Retreat from chaos in Sri Lanka

Sudeshna Shome Ghosh | Updated on March 13, 2020 Published on March 13, 2020

Life’s a beach The novel fills up with characters as guests arrive at the villa   -  scaliger

With an idyllic beach resort as the centrepiece, Amanthi Harris’s new novel is about the pursuit of happiness in a country as beautiful — and messy — as Sri Lanka

Where is home? Does a place of birth exert an unknowable pull on us? Can home be found far away, among people removed from our life? Amanthi Harris’s Beautiful Place, set in modern-day Sri Lanka, delves into these thoughts and more.

Harris, who was born in Sri Lanka and brought up in London, won the Gatehouse Press New Fictions Prize in 2016 for the novella Lantern Evening.

In Beautiful Place, she depicts a Sri Lanka that is indeed beautiful. In fact, the physical beauty of the land is almost a character in its own right — the lushness of its greenery, the azure of its waters, the darkness of the nights, the brilliance of the flowers... all inhabit the book and speak to the reader. Yet, lurking among them are human lives — messy, complicated, and often cruel.

Beautiful Place Amanthi Harris Pan Macmillan India Fiction ₹599


Padma is a young and enthusiastic owner of a guest house near a beach in southern Sri Lanka. The house was designed and built by Gerhadt, an Austrian expat and Padma’s adoptive father. When Padma was still a child, her biological father, Sunny, had tried to sell her to Gerhadt. She was adopted, instead, and her life moved away from the abuse and poverty of the circumstances of her birth. She grew into a woman surrounded by love. But can upbringing erase the pain of early childhood? Harris returns to this question again and again in the book.

While Padma seems to have everything she could need, there is an emptiness within her that she can’t shake off, and which seems to take over her life once she returns from Colombo to start the guest house business.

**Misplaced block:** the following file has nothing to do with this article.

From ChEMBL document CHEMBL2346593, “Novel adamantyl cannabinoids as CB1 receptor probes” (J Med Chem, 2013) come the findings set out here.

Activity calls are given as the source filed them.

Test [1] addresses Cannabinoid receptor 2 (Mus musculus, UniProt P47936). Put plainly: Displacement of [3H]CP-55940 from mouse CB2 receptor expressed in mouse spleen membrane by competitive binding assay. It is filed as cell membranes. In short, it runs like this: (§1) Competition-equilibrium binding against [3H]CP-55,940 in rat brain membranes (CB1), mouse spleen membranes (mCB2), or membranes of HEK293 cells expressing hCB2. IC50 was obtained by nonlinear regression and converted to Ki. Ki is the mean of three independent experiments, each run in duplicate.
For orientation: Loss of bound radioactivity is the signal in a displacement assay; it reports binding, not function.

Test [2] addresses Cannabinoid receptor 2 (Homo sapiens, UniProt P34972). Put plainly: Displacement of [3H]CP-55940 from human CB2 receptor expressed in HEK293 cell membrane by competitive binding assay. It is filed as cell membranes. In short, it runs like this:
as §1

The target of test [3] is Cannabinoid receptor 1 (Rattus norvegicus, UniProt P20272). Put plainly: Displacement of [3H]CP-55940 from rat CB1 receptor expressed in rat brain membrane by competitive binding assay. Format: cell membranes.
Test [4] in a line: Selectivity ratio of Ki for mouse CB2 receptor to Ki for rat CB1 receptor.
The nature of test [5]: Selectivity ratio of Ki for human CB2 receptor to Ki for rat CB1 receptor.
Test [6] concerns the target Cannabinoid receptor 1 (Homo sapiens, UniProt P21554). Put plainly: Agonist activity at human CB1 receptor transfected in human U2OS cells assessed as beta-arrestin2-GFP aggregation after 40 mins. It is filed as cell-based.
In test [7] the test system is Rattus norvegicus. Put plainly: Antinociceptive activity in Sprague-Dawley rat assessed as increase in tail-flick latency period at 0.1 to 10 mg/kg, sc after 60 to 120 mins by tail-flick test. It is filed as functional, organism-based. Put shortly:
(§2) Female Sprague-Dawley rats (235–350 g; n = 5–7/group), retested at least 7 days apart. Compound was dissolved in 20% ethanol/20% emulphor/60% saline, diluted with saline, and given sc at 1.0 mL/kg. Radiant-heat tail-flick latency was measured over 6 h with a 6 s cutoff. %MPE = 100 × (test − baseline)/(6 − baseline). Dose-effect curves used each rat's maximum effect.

The novel fills up with characters as guests arrive at the villa. Their stories unfold and we watch as these gradually enmesh with Padma’s life. The people bring in the larger world with them, so too their own complicated histories and heartaches. Through them the stories of a Sri Lanka outside the walls of the villa seep in. But outside the boundaries of the villa also lies the world of Sunny. A constant and dangerous presence, he claims to still have rights over his child Padma, threatening to bring back chaos in his wake.

Harris juxtaposes these two worlds — life at the villa with its routine of hospitality and friendships, and the looming outside world with its complications of politics, economics, race and cultural barriers.

The villa almost seems a place of refuge — one where people can move on from the sadness that gripped them elsewhere and find solace in its simple food, the beauty of its garden, the friendly presence of Gustav the dog.

Yet it’s clear that the world cannot be wished away. While all of this would have remained fairly innocuous, it is with the growing discontent over a book that the action seems to explode.

Jarryd, an expat and a yoga practitioner, has written a history of the country that lays bare the fissures in its society. Sections from Jarryd’s book appear within the novel, giving a perspective on Sri Lankan history and culture. But Jarryd’s writing also ruffles the feathers of powerful politicians and they start circling in, bringing with them violence and torture.

Then there is the village where Padma’s biological family lives — one with whom she has nothing in common any more and, yet, with whom she has a visceral connection. It exerts an irresistible pull on her, taking her there against the cautious judgement of Gerhadt.

Harris carefully builds a world, piling lives together, weaving in threads and networks. She shows how the past lives in the present — whether in an individual’s life, or in the life of a nation. That nothing ever really goes away unless the people involved are ready to let it recede. Where she succeeds is in creating the multiple characters and the setting. The people are alive in the pages, grappling with their faults and virtues. Padma is an interesting person — brave, generous, yet confused. As are Gerhadt and Jarryd.

Where the novel falters is in its pacing, which is almost sluggish in places, and the sundry cardboard situations and people who appear throughout.

In dramatic moments there are people throwing punches, or tortured and left to die, but none of it rings true, reading more like trite scenes from a movie. Fluffed-up over too many pages, the confusion of characters and their motivations begins to try one’s patience.

Harris seems to be saying that happiness cannot be found in this messy, beautiful country unless you move into a cocoon.

Perhaps that is true, but one wishes that the realisation had come about through more nuanced circumstances.

Finally, Beautiful Place is engaging and angry, but it is weighted down by its size.

Sudeshna Shome Ghosh is a Bengaluru-based editor


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Published on March 13, 2020
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